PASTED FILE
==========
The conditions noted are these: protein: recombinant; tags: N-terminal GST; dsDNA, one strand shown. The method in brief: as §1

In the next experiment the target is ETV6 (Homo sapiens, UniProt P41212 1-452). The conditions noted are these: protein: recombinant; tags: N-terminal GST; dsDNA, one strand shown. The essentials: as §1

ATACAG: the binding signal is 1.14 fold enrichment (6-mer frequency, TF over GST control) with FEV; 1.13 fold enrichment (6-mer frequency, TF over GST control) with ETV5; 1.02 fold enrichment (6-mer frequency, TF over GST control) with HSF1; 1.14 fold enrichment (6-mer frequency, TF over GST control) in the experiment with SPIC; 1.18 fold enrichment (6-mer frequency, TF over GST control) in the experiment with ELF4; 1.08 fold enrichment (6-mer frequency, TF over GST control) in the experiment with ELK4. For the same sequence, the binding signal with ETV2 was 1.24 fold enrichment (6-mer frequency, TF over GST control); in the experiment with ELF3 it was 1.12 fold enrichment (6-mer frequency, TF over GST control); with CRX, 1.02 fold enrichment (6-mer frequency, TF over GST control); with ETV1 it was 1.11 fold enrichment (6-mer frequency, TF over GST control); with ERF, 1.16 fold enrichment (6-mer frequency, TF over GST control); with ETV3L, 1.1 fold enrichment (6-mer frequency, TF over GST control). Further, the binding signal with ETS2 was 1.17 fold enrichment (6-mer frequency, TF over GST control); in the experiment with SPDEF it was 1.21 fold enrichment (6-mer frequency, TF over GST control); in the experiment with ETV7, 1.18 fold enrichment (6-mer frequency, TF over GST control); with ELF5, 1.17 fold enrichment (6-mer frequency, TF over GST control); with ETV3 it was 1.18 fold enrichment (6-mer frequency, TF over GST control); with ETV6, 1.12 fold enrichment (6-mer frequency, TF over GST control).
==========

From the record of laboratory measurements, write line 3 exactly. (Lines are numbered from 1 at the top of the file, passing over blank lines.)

ATACAG: the binding signal is 1.14 fold enrichment (6-mer frequency, TF over GST control) with FEV; 1.13 fold enrichment (6-mer frequency, TF over GST control) with ETV5; 1.02 fold enrichment (6-mer frequency, TF over GST control) with HSF1; 1.14 fold enrichment (6-mer frequency, TF over GST control) in the experiment with SPIC; 1.18 fold enrichment (6-mer frequency, TF over GST control) in the experiment with ELF4; 1.08 fold enrichment (6-mer frequency, TF over GST control) in the experiment with ELK4. For the same sequence, the binding signal with ETV2 was 1.24 fold enrichment (6-mer frequency, TF over GST control); in the experiment with ELF3 it was 1.12 fold enrichment (6-mer frequency, TF over GST control); with CRX, 1.02 fold enrichment (6-mer frequency, TF over GST control); with ETV1 it was 1.11 fold enrichment (6-mer frequency, TF over GST control); with ERF, 1.16 fold enrichment (6-mer frequency, TF over GST control); with ETV3L, 1.1 fold enrichment (6-mer frequency, TF over GST control). Further, the binding signal with ETS2 was 1.17 fold enrichment (6-mer frequency, TF over GST control); in the experiment with SPDEF it was 1.21 fold enrichment (6-mer frequency, TF over GST control); in the experiment with ETV7, 1.18 fold enrichment (6-mer frequency, TF over GST control); with ELF5, 1.17 fold enrichment (6-mer frequency, TF over GST control); with ETV3 it was 1.18 fold enrichment (6-mer frequency, TF over GST control); with ETV6, 1.12 fold enrichment (6-mer frequency, TF over GST control).